Confounding the periodic efforts to stop the recurring pattern of fraud and abuse is an equally long and tenacious effort by policymakers to roll back protections against predatory behavior, often despite clear warnings of the consequences. 

So, what should be done?

First, the Trump administration should hold the line on all existing ‘program integrity’ measures. From our point of view, the ban on incentive compensation, which was substantially weakened in the early 2000s, is a critical protection against high-pressure sales tactics that provided the engine for massive fraud and abuse from 2002 to 2010. Enrollment at many unscrupulous colleges skyrocketed, but so did federal student loan debt and defaults.  The Government Accountability Office found serious flaws after the 2002 deregulation enabled commissioned recruitment. The Department of Education’s Inspector General has called for stronger enforcement of the ban, not weakening it.

Nor should Congress pass legislation like H.R.970/S.559, introduced in the 114th Congress, that would, among other things, gut the gainful employment regulation, a common-sense rule that requires the worst-performing career training programs to improve or lose eligibility for federal funding.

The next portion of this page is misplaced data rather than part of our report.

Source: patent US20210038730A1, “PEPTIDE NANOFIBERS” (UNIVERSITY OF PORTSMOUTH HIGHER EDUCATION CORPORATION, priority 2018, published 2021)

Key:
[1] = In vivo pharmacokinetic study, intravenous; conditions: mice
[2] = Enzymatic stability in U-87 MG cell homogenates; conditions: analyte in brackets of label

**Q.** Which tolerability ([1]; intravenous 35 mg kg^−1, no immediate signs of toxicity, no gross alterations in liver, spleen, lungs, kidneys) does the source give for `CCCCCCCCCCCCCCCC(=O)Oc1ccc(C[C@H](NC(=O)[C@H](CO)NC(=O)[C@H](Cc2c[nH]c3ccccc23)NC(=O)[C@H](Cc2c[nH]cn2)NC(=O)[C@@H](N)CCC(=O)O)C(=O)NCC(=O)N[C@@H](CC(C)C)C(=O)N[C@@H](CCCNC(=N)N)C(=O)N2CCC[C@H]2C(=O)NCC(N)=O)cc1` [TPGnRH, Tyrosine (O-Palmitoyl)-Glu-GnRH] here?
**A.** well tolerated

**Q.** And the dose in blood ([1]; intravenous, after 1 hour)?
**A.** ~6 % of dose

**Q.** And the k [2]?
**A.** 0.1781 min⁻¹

The administration has already taken steps to undermine GE unilaterally when it delayed its implementation earlier this month.  This delay means that colleges have an additional three months to report the status of their programs, preventing students and those advising them from making informed enrollment decisions. 

With an ounce of prevention -- enforcing the ban on incentive compensation and fully implementing GE, for example – the federal government can help ensure that students make informed decisions about where to attend college, increasing their chances of graduating and becoming productive members of society. This ounce of prevention would help ensure that taxpayer dollars are not doubled or even tripled through a repeated cycle of waste, fraud, and abuse that results in students enrolling in colleges that fail them.